Our alumni regularly present themselves to the community. Last time, it was Felix (see news 12th August). Today, Sibylle tells us about her passion for English Literature, why for her research never stops, and that she has a project idea for a writing workshop on "Death and Dying".

Sibylle Erle is a Leadership Academy Fellow (2020/21) and passionate about English Literature and Culture (research field of the Humanities) and likes networking with peers on AlumNode. Also, Sibylle is a Reader in English Literature at Bishop Grosseteste University in Lincoln.

Here, she will tell you more about her career path and willingness to collaborate with you:

1. I am a researcher because...

I studied English and Russian Language and Literature in Germany, Britain and Russia, with my heart settled on a teaching career in Germany. When I realized that I did not want to teach the ins and out of present perfect progressive, I went back to the drawing board. I wanted to talk about ideas, make people think until their brains explode. This is a long time ago.

Research is my life and I feel most alive when I teach. My chosen research field is well established. I enjoy trying to break new ground and make new connections between ideas and different fields of research. I value openness and respect between colleagues, trust in cooperation, determination, focus, persistence and excellence.

I am good at making connections between ideas that might seem unexpected but often flourish.

2. What do you do when you are not doing research?

I don’t think I can answer this question because for me – for better or worse, for me research never stops: I think, I read and write to communicate about those big ideas which I find and trace in texts and all kinds of cultural artifacts or encounters.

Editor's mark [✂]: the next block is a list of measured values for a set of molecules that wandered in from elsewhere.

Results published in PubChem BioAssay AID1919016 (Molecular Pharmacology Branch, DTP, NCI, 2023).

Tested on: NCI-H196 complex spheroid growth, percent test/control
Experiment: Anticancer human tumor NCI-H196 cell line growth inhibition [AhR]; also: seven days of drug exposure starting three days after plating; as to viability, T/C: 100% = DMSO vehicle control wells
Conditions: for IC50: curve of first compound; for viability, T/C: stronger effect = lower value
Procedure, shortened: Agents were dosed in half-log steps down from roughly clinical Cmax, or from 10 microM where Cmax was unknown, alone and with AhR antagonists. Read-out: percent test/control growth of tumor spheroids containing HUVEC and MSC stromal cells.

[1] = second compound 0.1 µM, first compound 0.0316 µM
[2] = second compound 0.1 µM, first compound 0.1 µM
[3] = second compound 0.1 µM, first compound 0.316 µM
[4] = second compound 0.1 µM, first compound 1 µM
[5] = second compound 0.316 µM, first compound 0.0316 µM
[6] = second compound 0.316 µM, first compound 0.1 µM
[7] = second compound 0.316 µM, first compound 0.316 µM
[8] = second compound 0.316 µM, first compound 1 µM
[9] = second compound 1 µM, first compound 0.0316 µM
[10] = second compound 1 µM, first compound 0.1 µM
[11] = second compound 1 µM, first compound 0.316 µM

I enjoy going for walks with my young family, sitting in playgrounds with nothing to do but listen to the laughter of children and love going to art galleries, sitting in posh coffee shops adjacent to those temples of aesthetic experience. My private passion, apart from my young family, is always cheese.

3. What was the most memorable experience of your career so far? (and your project idea?)

Having successfully pitched an idea to a publisher, the insight that the next step would be to begin planning the book. Or maybe - a question by an audience member at my lecture in Nuremberg in 2019 crystallised an idea that had germinated while visiting a local museum.

That experience inspired a new potential project and has preoccupied me ever since.
At my institution, I head up a Research and Knowledge Exchange Unit on Literature and Literacies. My aim is to inspire colleagues with huge teaching loads so that they excel and believe in the value of their individual academic work.

I also try to nurture and encourage (my) PhD students towards publication and project leadership, in other words to take a more proactive role in their future careers. I can think of many moments observing the stages in the formation of a researcher’s identity, and especially the moment in which it solidifies.

The most memorable moment was when I realized how different my (German) attitude towards death and dying is.

Death and Dying, once deemed to have almost disappeared from everyday life (Ariès 1974), have now become an almost fashionable taboo. True, the dying are hidden away in hospitals or hospices in recent times, but talking about it has become a matter of public discussion through the Death Café movement as well as the COVID-19 pandemic.

Death and dying has gone global; it is a well-documented phenomenon on account of the various statistics and graphs, but do we really understand what all this means to us personally? Interdisciplinary conversations about death and dying are important, because they help us to prepare and live with loss.

If you are interested in collaborating with Sibylle, please do not hesitate to get into contact with her. You can write her a message on AlumNode or write to us via contat@alumnode.org and we will connect you with her.